While workers are concerned about future skills, survey shows they are embracing technology.
American workers are concerned about having the necessary skills to compete in the future workforce, according to new research by Prudential. Less than half of workers (46%) surveyed believe they have the skills they’ll need to compete in the workforce a decade from now, according to the Pulse of the American Worker survey.
“Technology creates new opportunities for continuous learning and allows our talent to spend more time on ‘pivotal roles’—activities that are necessary to grow market share and increase our competitive advantage.”
While skilling may be an issue, workers in the survey are not concerned about technology—they’re embracing it. Despite recent narratives about technology replacing people, workers see more potential benefits to technology than downsides. They largely believe technology saves them time (78%), helps automate redundant tasks (74%) and drives growth for their company (67%). Less than a quarter (23%) believe technology will replace their job in five years.
“At Prudential, we view technology as a talent accelerator that provides avenues for workers to enhance their skillsets and to better empower them with those enhanced skillsets,” said Rob Falzon, Prudential’s vice chair. “Technology creates new opportunities for continuous learning and allows our talent to spend more time on ‘pivotal roles’—activities that are necessary to grow market share and increase our competitive advantage.”
Though technology figures prominently in their vision of future skills, American workers believe non-technical softer skills, such as adaptability, people management, time management and creativity, will be most useful in the workplace over the long term. When it comes to developing those skills, American workers say, after themselves, their employers are most responsible for their career development, followed by their managers.
“As the research suggests, American workers recognize the need to adapt to ensure they are equipped with the skills and tools they need to advance their careers today and in the future,” Falzon said. “This career development is a shared responsibility. Both employers and workers have an important role.”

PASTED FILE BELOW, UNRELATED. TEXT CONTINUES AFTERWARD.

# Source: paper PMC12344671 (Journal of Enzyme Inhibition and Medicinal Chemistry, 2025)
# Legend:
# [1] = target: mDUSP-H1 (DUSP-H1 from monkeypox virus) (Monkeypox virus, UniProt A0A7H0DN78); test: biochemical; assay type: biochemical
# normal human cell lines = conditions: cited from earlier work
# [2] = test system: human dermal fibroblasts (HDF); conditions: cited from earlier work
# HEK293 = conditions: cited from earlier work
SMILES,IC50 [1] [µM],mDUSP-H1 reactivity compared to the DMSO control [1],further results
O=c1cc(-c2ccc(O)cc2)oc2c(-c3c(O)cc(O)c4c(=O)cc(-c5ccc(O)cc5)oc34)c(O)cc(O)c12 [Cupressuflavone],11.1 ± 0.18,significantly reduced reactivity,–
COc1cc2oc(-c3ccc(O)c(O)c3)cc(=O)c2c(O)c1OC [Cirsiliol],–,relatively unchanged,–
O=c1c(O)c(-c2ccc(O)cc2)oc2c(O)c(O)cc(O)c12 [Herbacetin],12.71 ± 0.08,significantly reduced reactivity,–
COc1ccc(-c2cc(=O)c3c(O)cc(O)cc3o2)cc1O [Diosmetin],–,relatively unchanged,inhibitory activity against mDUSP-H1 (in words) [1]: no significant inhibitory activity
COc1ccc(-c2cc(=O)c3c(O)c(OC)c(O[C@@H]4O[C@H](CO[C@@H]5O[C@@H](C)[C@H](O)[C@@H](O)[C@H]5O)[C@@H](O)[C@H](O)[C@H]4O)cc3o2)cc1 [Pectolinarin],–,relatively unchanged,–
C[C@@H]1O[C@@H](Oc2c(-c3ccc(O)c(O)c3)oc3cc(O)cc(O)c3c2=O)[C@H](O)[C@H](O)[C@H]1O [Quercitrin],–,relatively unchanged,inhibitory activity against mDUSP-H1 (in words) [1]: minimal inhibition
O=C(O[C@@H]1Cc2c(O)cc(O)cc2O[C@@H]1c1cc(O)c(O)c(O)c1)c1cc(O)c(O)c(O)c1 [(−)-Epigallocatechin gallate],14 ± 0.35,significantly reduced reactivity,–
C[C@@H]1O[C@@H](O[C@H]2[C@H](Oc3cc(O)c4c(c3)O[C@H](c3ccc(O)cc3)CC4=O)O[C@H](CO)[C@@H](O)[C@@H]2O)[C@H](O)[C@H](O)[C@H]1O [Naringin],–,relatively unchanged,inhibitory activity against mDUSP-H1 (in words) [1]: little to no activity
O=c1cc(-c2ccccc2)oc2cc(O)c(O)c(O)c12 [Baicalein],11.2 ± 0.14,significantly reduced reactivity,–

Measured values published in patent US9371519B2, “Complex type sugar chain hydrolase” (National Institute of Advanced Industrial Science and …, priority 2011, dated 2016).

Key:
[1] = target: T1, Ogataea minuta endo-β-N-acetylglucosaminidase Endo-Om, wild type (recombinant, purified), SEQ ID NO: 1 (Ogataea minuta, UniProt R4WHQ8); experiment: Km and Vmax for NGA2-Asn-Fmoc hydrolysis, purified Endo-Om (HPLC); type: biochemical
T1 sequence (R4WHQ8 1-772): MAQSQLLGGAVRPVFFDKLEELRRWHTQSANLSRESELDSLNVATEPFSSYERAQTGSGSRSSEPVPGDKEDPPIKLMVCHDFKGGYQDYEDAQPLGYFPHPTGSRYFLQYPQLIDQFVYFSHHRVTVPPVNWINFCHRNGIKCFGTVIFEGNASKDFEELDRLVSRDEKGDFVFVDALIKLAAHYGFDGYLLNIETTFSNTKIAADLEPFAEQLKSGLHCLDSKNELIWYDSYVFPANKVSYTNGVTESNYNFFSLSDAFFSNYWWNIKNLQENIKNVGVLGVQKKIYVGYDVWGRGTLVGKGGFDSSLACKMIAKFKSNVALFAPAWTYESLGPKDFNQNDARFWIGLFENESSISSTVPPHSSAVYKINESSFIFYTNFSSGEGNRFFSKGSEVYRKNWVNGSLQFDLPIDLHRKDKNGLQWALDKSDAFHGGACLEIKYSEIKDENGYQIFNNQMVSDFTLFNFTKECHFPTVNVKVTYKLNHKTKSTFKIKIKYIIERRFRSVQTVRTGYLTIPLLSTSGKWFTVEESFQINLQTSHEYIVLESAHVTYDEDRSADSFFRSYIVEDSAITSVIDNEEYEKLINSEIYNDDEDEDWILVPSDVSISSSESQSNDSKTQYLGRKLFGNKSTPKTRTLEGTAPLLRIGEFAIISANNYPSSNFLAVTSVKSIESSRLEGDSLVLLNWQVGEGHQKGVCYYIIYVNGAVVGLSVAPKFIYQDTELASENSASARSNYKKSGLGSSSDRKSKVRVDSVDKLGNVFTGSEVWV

The survey also indicates about a quarter of American workers value a manager who is focused on employee development, yet just 14% say their manager is skilled in developing employees. Additionally, workers prefer managers who are skilled in leadership and trust their employees, to those who possess primarily technical skills.
Workers also seek flexibility and mobility opportunities, which they say provide incentive to stay with their current employers. And while they are willing to switch employers to pursue those opportunities, given the choice, more than half the workers surveyed said they want to work for their current employer for another four years or longer. This includes a third of workers who say they want to stay with their employers for the rest of their career.
The Pulse of the American Worker Survey was conducted on behalf of Prudential by Morning Consult from June 3 to 5, 2019, among a national sample of 2,000 self-identified full-time employed adults (age 18 and over). The interviews were conducted online, and the data was weighted to approximate a target sample of adults based on age, race/ethnicity, and gender. Results from the full survey have a margin of error of ±2 percentage points.
For more information on the results of this survey, contact Andrew Simonelli.